Wednesday, August 29, 2007

J.K. Rowlings Magical Gift

Just last May it was announced that Warner Bros. and Universal were partnering to create a 20 plus acre Harry Potter ‘theme park within a theme park’ at Universal’s Islands of Adventure in Orlando. Disney Imagineering had officially lost the bid to celebrate all things 'Boy Wizard' within their own theme parks.

Intuition would tell us that the Disney Company had just dropped the ball on one of the most lucrative franchises on the planet. But for Disney Imagineers this was no loss whatsoever. In fact, it was cause for celebration. "Perhaps the best thing that's ever happened to WDI" one top level executive was overheard saying.

It’s certainly no loss to the notoriously quality obsessed J.K. Rowling either. Universal is sparing no expense to make sure this fully immersive environment will be of the highest caliber. Within this “Wizarding World” guests will be able to interact with many of the locations from the books and films, including the village of Hogsmeade, the Forbidden Forest and the iconic Hogwarts Castle. “I don't think fans of the books or films will be disappointed," said J.K. Rowling.

Taking a cue from the genesis of WED Imagineering in its golden age, talent isn’t being bartered from art school interns or freelanced out to fly-by-night design firms but is coming directly from artists, technicians and visual story-tellers from the motion picture industry itself. Stuart Craig, the three time Academy Award winning production designer of the Harry Potter movies (as well as Gandhi, Dangerous Liaisons and The English Patient) is heading up a core design team well versed in the incredibly specific milieu of three dimensional fantasy environments.

“The philosophy on the movies,” Stuart noted, “was to make everything seem as real and credible as possible. We undertook a period of research and looked at the great European cathedrals, Oxford University in this country. All of this informed us and helped us keep the world credible; to keep the detail very real and very specific. That same philosophy was applied to the theme park.”

You can bet that come late 2009 guests to Universal’s Islands of Adventure will feast on an intricately detailed fantasy environment that promises to rival the richness of a Pirates of the Caribbean or a Haunted Mansion, an ironic homage to the classic Walt era Imagineers. J.K. Rowling wouldn’t have it any other way.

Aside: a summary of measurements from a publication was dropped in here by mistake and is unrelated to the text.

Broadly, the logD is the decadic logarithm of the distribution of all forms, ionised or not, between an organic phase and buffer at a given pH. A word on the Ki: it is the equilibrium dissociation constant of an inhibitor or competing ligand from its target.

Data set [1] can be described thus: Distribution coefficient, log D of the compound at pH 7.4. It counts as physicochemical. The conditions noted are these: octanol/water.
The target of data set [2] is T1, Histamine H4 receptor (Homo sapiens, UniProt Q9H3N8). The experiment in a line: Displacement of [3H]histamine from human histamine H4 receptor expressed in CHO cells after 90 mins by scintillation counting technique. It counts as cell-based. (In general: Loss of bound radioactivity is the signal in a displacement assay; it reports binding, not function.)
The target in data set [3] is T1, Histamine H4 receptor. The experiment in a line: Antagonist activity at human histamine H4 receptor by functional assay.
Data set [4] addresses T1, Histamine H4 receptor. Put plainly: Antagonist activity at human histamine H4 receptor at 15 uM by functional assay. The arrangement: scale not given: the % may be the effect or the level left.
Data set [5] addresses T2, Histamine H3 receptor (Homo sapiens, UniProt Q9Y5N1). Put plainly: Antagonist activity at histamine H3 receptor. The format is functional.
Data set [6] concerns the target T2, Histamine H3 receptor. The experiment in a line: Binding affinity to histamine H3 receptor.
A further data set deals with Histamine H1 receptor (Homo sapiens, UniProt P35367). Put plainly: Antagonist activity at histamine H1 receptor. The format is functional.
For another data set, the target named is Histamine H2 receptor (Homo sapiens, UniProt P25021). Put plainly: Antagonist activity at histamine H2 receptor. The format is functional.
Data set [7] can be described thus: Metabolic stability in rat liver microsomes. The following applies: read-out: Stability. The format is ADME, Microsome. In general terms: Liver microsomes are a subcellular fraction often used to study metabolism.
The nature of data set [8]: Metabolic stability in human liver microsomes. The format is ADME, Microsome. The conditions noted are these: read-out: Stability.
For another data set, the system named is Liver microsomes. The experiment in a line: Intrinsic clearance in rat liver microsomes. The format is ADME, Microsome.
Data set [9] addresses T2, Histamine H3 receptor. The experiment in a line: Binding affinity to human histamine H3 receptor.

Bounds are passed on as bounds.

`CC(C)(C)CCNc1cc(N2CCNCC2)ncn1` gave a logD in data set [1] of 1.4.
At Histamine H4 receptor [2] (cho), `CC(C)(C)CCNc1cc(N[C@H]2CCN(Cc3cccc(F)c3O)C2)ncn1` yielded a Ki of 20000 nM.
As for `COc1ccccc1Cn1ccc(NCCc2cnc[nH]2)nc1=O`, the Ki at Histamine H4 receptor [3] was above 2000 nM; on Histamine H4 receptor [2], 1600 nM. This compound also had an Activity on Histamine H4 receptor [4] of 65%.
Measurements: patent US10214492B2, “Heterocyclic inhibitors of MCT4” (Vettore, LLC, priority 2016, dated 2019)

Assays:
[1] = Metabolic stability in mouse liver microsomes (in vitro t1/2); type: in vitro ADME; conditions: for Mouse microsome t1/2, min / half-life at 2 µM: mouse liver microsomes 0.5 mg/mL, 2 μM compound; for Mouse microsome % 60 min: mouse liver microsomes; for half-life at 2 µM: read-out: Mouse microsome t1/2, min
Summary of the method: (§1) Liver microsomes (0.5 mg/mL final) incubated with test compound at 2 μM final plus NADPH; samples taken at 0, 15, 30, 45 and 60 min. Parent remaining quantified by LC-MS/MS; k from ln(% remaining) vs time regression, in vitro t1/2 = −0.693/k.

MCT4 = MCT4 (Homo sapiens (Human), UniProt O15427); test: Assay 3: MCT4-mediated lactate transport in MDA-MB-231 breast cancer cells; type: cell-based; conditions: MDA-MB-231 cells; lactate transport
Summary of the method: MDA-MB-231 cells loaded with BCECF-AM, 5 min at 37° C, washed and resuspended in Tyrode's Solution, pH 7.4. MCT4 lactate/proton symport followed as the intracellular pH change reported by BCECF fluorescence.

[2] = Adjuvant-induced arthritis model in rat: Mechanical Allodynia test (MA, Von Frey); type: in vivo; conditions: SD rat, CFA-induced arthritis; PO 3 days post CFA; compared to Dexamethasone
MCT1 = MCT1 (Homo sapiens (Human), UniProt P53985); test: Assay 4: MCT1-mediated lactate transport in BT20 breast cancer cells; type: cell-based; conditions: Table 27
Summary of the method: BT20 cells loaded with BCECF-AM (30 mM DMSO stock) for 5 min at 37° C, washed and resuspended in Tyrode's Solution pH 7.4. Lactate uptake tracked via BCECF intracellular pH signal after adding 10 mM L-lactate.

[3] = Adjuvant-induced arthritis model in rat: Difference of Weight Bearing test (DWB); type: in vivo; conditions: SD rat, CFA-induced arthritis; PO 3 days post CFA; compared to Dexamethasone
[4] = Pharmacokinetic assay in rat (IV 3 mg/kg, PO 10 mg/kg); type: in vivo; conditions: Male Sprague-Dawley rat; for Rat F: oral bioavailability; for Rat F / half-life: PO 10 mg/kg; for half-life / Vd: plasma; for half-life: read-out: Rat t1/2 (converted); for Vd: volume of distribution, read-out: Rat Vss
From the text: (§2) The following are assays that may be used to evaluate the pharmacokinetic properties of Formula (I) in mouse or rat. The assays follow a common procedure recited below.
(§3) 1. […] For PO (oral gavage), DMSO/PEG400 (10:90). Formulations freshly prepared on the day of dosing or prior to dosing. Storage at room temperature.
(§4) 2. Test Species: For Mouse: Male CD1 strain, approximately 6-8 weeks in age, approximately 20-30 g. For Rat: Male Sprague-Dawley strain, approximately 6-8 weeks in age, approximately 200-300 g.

After the official press release from Warner Bros. and Universal Orlando you’d have thought that Bob Iger would be marching several legions of Disney Executives to the guillotine or that an angry mob of stockholders would be storming the castle. Instead a group of resilient battle weary Imagineers were quietly grinning from ear to ear, cracking open a bottle of champagne and staring out upon a very, very ‘blue sky’.

Chat with any Imagineer that’s lived through the last couple decades at WDI and they’ll tell you tales of the good old days back in the 70’s and 80’s when the company took pride in being an industry leader and when it was not only fun but vital for Imagineering to one-up the competition every step of the way. This was a time when so much was going on at then WED that even friendly rivalries between creative leads on separate in-house attractions broke out, assuring the highest quality showmanship from every corner of the company.

Now more than ever Imagineers are itching to step up to the plate in the spirit of knocking the socks off the competition. With ‘Harry Potter’s Wizarding World’ opening in Orlando the competition has never been more fierce.

“We are going to devote more time, more money, more expertise and more executive talent from throughout our entire organization and creative team,” noted Tom Williams, chairman and CEO of Universal Parks, “to ensure that this entire environment is second-to-none.”

Universal can go right ahead and follow the franchise. The heritage of Disney Imagineering, however, is one of building franchises from the ground up. With Hogwarts Castle looming on the horizon, WDI is primed and ready to show the world something fresh, exciting, original, daring and wholly surprising, to dare to deliver to guests an experience they never knew they wanted.

Make no mistake about it, it's going to be tough for WDI to top what's going on over on those islands of adventure. But they will. They have to. For the company that put the ‘theme’ in theme parks nothing less than their reputation is at stake.

And for todays Renaissance Imagineers the challenge couldn’t be more intoxicating.